Majorities of Americans across racial lines say white people are treated more fairly than black people by the police, according to a new poll from The Associated Press-NORC Center for Public Affairs Research.
About 7 in 10 black Americans, and about half of Hispanics, call police violence against the public very serious, compared with about a quarter of white Americans. Roughly another third of white Americans call it a moderately serious problem.
The dynamic has played out in the wake of the Black Lives Matter movement, which began in 2014 with the fatal shooting of unarmed 18-year-old Michael Brown by white, former Ferguson, Missouri, police officer Darren Wilson.
The work of activists around the issue of policing in communities of color has helped to raise awareness, said poll respondent Warren Miller, a 62-year-old realtor living in Fairview, Michigan, who said his black friends helped him realize that white people are treated more fairly by police.
But Miller, who is white, also said he doesn’t believe police violence against the public is a serious problem. Asked why, he laughed nervously before responding: “In northern Michigan, we don’t have as many problems, the city issues. It’s small town America, where everybody knows everybody. That could’ve influenced part of my perception as well.”
“White folks are trying to grapple with the difference between what they want to and need to believe about their country, and what their eyes increasingly are telling them is true,” said anti-racist author and educator Tim Wise, adding that for many black and brown Americans, the notion that racism is systemic and not limited to individual instances is easier to accept “because it’s their lived experience.”
“For white folks, there’s a need to hold on to the myth that America is an equal justice kind of place,” said Wise, who is white. “People of color have never had to, nor have they ever been able to, buy into the fiction of liberty and justice for all.”
According to the Mapping Police Violence project, black people are three times more likely to be killed by police than white people, and 99 percent of those cases in 2015 did not result in an officer being convicted of a crime. The project uses Justice Department statistics and complies information from the three largest crowdsourced databases.
Overall, about a third of Americans think police violence against the public is a very serious problem in the U.S., though another third call it moderately serious. By comparison, close to half say violence against police is very serious.
But the poll also finds 55% of Americans say they think police in most communities are more likely to use deadly force against a black person compared with a white person.
“I think there’s a misconception that black citizens are inherently more dangerous or more likely to react violently to a police encounter,” said Gabe Wood, 49, of Wilmington, North Carolina.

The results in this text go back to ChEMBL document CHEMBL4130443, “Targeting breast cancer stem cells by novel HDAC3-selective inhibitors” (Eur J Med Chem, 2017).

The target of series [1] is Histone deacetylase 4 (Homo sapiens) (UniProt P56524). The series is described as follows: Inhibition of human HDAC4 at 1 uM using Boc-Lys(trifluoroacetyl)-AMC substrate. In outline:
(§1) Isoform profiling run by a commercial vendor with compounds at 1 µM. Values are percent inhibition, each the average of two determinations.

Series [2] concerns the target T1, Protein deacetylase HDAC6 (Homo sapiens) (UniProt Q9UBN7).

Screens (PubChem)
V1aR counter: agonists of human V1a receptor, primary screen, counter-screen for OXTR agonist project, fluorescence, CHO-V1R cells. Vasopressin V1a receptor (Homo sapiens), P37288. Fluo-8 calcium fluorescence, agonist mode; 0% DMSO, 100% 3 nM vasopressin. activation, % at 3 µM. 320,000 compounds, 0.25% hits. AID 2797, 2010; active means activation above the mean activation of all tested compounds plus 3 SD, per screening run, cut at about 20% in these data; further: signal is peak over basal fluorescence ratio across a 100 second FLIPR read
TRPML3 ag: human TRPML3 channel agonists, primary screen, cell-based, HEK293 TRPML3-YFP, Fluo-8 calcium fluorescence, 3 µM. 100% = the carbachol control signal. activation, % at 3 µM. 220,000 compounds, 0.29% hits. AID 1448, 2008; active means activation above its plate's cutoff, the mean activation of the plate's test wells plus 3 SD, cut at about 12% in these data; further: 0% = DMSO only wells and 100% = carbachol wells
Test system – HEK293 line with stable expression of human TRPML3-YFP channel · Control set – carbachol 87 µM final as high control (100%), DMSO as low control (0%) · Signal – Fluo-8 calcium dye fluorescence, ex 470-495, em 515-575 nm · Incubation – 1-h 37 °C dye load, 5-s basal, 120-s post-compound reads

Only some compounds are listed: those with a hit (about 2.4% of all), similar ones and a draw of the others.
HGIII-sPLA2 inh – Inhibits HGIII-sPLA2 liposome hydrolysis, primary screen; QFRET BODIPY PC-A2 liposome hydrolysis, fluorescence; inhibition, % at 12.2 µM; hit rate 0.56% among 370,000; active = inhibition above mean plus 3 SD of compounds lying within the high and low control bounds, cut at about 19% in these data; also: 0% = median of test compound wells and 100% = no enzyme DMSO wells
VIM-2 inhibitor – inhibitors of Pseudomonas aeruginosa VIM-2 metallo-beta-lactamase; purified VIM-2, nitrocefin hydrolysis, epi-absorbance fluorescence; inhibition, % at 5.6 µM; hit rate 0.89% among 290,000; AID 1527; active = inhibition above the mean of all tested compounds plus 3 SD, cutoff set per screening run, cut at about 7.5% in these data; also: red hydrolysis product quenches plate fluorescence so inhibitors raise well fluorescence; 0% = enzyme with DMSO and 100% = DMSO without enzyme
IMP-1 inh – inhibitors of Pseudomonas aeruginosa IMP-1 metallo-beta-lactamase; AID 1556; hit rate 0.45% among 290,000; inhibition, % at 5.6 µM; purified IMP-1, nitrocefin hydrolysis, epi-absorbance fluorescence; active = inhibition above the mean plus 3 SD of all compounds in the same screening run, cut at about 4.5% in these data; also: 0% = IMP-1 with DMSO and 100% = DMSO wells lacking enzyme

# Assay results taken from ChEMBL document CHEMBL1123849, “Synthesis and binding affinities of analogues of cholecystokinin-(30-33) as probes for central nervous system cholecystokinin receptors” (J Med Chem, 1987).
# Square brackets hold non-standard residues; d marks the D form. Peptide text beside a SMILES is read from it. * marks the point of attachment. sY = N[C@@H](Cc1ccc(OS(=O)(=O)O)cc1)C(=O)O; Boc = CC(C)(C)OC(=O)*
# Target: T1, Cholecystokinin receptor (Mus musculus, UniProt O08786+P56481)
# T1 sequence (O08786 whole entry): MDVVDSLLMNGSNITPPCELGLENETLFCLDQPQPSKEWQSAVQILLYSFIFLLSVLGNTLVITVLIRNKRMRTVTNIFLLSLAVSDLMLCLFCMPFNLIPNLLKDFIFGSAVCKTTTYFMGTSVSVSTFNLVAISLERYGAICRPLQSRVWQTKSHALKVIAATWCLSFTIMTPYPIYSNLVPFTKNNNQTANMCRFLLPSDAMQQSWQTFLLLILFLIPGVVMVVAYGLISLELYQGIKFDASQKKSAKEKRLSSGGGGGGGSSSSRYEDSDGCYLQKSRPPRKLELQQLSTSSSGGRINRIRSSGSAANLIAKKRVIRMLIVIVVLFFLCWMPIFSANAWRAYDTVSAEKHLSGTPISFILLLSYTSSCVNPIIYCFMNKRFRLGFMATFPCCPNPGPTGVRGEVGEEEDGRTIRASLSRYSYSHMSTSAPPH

The Democrat, who is white, cited “a laundry list of issues that go back a long time” like stereotypes about different races and the threats they present.
“I do think in some areas of the country and some parts of towns, I think police officers are quicker to resort to deadly force because of a perceived and sometimes unreal threat,” Wood said.
Those cases and others prompted Justice Department efforts to reform local police departments under former President Barack Obama and former Attorney General Eric Holder. Such efforts have stalled under President Donald Trump, who has embraced law enforcement. His administration in 2017 labeled Black Lives Matter as “black identity extremists.”
Guyger, a 31-year-old white former officer, was convicted Tuesday of murder in the killing of 26-year-old accountant Botham Jean after apparently entering his home by mistake and concluding that he was an intruder. She was sentenced Wednesday to 10 years in prison.
Some observers cited the rare circumstances of the case as a factor in the rare outcome, as officer-involved shootings of unarmed black people are sometimes prosecuted, but often result in acquittals.
Others will point to the guilty verdict as evidence of progress, said Georgetown University law professor and former federal prosecutor Paul Butler.
“People’s understandings about the police are going to be based on their own experiences with the police,” Butler said. “The more typical case is when the officer is on-duty and the victim is not as sympathetic, and the officer is seen by many white folks as ‘just trying to do his job.’ We’re still a long way from equal justice under the law.”
The AP-NORC poll of 1,286 adults was conducted Sept. 20-23 using a sample drawn from NORC's probability-based AmeriSpeak Panel, which is designed to be representative of the U.S. population. The margin of sampling error for all respondents is plus or minus 3.8 percentage points. Respondents were first selected randomly using address-based sampling methods and later were interviewed online or by phone.
Associated Press Writer Deepti Hajela contributed from New York. Haines is The Associated Press’ national writer on race and ethnicity. Follow her work on Twitter at http://www.twitter.com/emarvelous .
AP-NORC Center: http://www.apnorc.org/